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Study: Drug to treat OCD could reduce hospitalisation risk in Covid patients

by Pragati Singh

According to the findings of a new clinical trial published in The Lancet Global Health, fluvoxamine, an antidepressant used to treat major depressive disorders and obsessive-compulsive disorder (OCD), can reduce the need for hospitalisation among high-risk Covid-19 patients.

The research was conducted as part of the TOGETHER trial, which aims to investigate the efficacy of eight repurposed Covid-19 treatments in high-risk adult patients who are not hospitalised.

The fluvoxamine part of the trial began in January 2021. Researchers recruited adults in Brazil who were symptomatic, had tested positive for Covid, were unvaccinated, and had at least one criteria for high risk.

For the study, 741 participants were given 100 mg of fluvoxamine twice daily for 10 days and 756 participants received a placebo.

The participants were observed for 28 days. The researchers recorded how many patients spent more than six hours receiving physician treatment at a specialised Covid-19 emergency setting, or hospitalisation.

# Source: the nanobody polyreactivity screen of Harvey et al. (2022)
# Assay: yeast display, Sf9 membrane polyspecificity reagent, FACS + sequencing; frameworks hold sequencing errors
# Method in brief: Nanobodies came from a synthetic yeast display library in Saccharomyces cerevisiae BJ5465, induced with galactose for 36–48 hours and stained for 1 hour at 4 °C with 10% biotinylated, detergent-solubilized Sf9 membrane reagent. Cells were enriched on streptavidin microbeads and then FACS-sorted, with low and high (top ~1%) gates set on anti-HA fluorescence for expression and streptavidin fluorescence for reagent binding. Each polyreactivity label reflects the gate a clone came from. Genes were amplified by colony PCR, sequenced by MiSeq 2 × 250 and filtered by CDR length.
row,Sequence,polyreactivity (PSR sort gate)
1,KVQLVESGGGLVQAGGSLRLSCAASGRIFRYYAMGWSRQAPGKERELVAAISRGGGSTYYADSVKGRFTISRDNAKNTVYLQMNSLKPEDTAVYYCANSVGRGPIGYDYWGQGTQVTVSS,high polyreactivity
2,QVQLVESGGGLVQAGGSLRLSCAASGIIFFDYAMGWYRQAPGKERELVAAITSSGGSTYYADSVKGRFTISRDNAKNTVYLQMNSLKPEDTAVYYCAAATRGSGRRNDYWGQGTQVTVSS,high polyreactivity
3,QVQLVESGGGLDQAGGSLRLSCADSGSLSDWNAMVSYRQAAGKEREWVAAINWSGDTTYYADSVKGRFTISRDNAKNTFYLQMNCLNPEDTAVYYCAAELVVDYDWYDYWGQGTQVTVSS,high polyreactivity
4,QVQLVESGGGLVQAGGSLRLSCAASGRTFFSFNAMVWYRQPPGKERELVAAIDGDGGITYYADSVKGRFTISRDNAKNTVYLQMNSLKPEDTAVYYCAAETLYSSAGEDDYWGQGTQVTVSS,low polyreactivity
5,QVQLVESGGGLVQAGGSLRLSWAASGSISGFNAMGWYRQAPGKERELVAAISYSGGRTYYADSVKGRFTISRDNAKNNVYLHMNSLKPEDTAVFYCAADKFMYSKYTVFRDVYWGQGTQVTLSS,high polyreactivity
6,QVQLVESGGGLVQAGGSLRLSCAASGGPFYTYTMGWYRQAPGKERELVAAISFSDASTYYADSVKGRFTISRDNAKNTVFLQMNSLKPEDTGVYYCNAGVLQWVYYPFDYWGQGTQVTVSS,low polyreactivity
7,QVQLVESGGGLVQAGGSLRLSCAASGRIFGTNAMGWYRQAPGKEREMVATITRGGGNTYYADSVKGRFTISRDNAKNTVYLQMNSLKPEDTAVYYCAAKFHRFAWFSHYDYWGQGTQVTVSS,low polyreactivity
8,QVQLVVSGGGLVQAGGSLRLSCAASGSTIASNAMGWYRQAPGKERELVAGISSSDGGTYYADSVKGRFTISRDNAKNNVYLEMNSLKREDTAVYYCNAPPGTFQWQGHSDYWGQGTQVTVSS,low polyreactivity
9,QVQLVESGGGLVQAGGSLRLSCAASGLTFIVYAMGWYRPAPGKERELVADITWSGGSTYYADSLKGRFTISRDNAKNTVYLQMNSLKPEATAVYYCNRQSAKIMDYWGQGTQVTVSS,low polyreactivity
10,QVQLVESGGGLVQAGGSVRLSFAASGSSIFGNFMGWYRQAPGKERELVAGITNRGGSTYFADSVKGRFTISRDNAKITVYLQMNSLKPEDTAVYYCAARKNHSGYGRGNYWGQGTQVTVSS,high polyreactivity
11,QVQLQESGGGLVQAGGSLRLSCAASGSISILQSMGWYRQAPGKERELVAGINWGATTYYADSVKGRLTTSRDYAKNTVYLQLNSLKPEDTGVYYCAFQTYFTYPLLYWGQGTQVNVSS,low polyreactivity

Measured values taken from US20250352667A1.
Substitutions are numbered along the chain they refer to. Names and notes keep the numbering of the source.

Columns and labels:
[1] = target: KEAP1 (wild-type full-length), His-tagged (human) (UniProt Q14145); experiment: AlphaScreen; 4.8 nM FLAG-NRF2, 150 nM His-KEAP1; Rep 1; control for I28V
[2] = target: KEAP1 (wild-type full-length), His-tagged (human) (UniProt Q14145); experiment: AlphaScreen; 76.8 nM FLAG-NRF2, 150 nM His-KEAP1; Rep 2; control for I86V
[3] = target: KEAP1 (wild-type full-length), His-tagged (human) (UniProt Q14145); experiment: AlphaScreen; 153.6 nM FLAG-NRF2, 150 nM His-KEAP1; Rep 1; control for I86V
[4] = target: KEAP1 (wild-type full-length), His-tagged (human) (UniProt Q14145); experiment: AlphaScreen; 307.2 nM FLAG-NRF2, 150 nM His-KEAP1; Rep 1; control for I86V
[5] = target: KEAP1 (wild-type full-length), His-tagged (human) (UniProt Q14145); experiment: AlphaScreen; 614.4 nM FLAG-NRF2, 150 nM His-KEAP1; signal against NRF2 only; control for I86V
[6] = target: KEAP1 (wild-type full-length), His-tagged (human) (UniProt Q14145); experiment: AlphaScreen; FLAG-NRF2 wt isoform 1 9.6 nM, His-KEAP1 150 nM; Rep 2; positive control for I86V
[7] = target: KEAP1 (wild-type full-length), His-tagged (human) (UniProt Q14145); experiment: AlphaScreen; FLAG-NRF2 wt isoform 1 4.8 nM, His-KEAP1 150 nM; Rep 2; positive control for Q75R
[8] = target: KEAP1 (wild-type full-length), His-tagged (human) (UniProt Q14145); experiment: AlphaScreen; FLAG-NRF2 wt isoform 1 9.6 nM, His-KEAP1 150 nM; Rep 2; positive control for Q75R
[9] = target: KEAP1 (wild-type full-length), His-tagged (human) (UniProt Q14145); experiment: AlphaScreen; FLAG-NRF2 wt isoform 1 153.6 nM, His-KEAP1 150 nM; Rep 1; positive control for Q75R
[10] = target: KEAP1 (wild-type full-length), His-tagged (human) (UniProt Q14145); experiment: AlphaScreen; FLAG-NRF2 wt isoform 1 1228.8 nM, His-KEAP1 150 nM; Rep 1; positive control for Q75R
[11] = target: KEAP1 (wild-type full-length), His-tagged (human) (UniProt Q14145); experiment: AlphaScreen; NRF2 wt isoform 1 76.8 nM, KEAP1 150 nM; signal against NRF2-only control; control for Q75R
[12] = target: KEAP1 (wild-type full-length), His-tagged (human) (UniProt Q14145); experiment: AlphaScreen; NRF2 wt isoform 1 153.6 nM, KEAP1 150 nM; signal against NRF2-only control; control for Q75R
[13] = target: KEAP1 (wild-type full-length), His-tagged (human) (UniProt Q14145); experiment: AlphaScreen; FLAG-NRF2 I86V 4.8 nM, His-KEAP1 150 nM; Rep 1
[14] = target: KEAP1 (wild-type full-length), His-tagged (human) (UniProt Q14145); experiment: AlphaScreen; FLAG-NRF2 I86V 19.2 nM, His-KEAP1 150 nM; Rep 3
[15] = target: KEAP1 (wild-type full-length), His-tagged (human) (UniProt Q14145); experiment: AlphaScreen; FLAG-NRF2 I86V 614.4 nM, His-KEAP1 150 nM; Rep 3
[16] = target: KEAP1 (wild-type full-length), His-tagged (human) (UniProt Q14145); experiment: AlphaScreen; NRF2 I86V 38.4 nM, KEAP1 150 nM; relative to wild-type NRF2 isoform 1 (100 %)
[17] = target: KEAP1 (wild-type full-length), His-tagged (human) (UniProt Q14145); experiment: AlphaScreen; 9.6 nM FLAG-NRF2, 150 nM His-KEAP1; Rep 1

Of the 741 participants who received fluvoxamine, 79 required an extended stay for more than six hours in an emergency setting or hospitalisation, compared to 119 out of the 756 participants who received the placebo.

The results show that using fluvoxamine to treat high-risk outpatients with early-diagnosed Covid reduced the need for prolonged observation in an emergency setting or hospitalisation, compared to a control group who received a placebo.

“Recent vaccination developments and campaigns have proved to be effective and important in reducing the number of new symptomatic cases, hospitalisations, and deaths due to COVID-19. However, COVID-19 still poses a risk to individuals in countries with low resources and limited access to vaccinations,” said Edward Mills of McMaster University in Canada, co-principal investigator on the trial.

“Identifying inexpensive, widely available, and effective therapies against COVID-19 is therefore of great importance, and repurposing existing medications that are widely available and have well-understood safety profiles is of particular interest,” Mills said.

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